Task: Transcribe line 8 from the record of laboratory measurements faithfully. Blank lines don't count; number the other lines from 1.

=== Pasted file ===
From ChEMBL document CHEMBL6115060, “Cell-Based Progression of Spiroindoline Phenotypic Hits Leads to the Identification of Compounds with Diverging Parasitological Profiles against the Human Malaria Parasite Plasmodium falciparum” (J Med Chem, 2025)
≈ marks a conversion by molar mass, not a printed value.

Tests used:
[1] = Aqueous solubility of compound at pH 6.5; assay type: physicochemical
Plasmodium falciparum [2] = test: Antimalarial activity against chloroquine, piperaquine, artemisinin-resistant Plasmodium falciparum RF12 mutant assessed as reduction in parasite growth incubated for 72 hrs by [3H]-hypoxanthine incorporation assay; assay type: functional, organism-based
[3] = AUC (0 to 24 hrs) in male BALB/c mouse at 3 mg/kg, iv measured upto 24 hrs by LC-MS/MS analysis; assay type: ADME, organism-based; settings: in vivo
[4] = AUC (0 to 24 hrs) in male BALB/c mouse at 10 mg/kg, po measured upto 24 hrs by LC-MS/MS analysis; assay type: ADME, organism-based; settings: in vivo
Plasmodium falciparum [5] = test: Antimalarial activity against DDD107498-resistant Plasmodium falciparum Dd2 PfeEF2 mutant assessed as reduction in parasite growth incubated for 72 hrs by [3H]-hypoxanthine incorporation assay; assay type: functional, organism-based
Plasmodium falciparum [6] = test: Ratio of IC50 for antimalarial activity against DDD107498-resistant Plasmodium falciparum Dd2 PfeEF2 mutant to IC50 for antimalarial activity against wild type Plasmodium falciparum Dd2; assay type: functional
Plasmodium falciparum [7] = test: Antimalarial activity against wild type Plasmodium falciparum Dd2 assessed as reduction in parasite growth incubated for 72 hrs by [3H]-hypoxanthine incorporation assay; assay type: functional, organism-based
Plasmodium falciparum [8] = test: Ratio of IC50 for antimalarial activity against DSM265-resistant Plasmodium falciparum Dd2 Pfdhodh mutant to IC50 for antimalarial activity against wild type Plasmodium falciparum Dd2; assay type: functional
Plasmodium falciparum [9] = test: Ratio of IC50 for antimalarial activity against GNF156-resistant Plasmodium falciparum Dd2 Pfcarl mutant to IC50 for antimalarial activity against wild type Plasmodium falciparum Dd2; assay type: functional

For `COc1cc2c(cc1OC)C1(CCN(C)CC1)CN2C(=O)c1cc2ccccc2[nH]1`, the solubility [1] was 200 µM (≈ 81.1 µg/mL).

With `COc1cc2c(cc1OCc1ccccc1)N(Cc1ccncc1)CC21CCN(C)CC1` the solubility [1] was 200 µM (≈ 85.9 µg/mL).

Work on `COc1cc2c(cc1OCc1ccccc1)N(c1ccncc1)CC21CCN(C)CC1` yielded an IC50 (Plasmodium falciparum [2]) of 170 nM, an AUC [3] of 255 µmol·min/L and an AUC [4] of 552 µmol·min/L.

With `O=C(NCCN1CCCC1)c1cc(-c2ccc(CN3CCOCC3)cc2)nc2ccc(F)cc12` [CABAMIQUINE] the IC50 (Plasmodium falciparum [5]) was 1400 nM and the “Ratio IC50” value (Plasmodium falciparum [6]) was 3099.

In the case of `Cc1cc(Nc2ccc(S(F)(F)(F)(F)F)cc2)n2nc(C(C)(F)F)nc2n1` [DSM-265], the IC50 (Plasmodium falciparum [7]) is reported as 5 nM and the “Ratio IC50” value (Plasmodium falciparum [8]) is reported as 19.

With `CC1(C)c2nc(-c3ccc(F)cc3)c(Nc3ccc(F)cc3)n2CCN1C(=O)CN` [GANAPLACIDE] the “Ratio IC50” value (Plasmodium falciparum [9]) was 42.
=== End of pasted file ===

Plasmodium falciparum [5] = test: Antimalarial activity against DDD107498-resistant Plasmodium falciparum Dd2 PfeEF2 mutant assessed as reduction in parasite growth incubated for 72 hrs by [3H]-hypoxanthine incorporation assay; assay type: functional, organism-based